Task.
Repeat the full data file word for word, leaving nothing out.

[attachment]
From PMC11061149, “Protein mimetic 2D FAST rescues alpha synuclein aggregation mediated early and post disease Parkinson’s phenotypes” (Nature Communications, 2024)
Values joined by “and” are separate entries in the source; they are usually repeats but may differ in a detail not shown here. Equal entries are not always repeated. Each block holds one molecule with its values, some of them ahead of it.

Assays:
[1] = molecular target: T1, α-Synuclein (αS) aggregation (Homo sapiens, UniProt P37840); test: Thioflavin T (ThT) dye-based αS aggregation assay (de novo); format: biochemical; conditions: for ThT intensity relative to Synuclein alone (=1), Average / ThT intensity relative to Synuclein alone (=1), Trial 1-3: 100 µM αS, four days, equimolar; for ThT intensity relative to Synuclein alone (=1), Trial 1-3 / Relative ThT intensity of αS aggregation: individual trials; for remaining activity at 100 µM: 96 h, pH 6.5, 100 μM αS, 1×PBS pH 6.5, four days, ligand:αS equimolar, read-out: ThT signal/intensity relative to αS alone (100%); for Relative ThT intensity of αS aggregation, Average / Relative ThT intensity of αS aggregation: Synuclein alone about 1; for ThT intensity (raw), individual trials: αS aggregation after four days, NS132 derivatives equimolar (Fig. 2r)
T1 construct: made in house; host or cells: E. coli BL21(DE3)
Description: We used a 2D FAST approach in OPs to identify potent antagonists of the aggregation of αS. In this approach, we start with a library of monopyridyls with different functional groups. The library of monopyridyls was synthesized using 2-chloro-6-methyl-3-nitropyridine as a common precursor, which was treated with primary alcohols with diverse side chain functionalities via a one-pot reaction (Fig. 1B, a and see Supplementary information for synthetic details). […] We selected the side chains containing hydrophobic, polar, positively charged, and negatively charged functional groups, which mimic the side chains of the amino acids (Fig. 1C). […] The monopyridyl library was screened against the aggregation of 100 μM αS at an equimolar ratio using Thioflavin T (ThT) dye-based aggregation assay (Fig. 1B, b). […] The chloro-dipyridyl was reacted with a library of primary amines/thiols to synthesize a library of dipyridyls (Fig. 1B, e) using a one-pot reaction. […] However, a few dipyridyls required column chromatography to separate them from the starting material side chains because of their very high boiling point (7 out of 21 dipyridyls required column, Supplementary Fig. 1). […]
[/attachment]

From PMC11061149, “Protein mimetic 2D FAST rescues alpha synuclein aggregation mediated early and post disease Parkinson’s phenotypes” (Nature Communications, 2024)
Values joined by “and” are separate entries in the source; they are usually repeats but may differ in a detail not shown here. Equal entries are not always repeated. Each block holds one molecule with its values, some of them ahead of it.

Assays:
[1] = molecular target: T1, α-Synuclein (αS) aggregation (Homo sapiens, UniProt P37840); test: Thioflavin T (ThT) dye-based αS aggregation assay (de novo); format: biochemical; conditions: for ThT intensity relative to Synuclein alone (=1), Average / ThT intensity relative to Synuclein alone (=1), Trial 1-3: 100 µM αS, four days, equimolar; for ThT intensity relative to Synuclein alone (=1), Trial 1-3 / Relative ThT intensity of αS aggregation: individual trials; for remaining activity at 100 µM: 96 h, pH 6.5, 100 μM αS, 1×PBS pH 6.5, four days, ligand:αS equimolar, read-out: ThT signal/intensity relative to αS alone (100%); for Relative ThT intensity of αS aggregation, Average / Relative ThT intensity of αS aggregation: Synuclein alone about 1; for ThT intensity (raw), individual trials: αS aggregation after four days, NS132 derivatives equimolar (Fig. 2r)
T1 construct: made in house; host or cells: E. coli BL21(DE3)
Description: We used a 2D FAST approach in OPs to identify potent antagonists of the aggregation of αS. In this approach, we start with a library of monopyridyls with different functional groups. The library of monopyridyls was synthesized using 2-chloro-6-methyl-3-nitropyridine as a common precursor, which was treated with primary alcohols with diverse side chain functionalities via a one-pot reaction (Fig. 1B, a and see Supplementary information for synthetic details). […] We selected the side chains containing hydrophobic, polar, positively charged, and negatively charged functional groups, which mimic the side chains of the amino acids (Fig. 1C). […] The monopyridyl library was screened against the aggregation of 100 μM αS at an equimolar ratio using Thioflavin T (ThT) dye-based aggregation assay (Fig. 1B, b). […] The chloro-dipyridyl was reacted with a library of primary amines/thiols to synthesize a library of dipyridyls (Fig. 1B, e) using a one-pot reaction. […] However, a few dipyridyls required column chromatography to separate them from the starting material side chains because of their very high boiling point (7 out of 21 dipyridyls required column, Supplementary Fig. 1). […]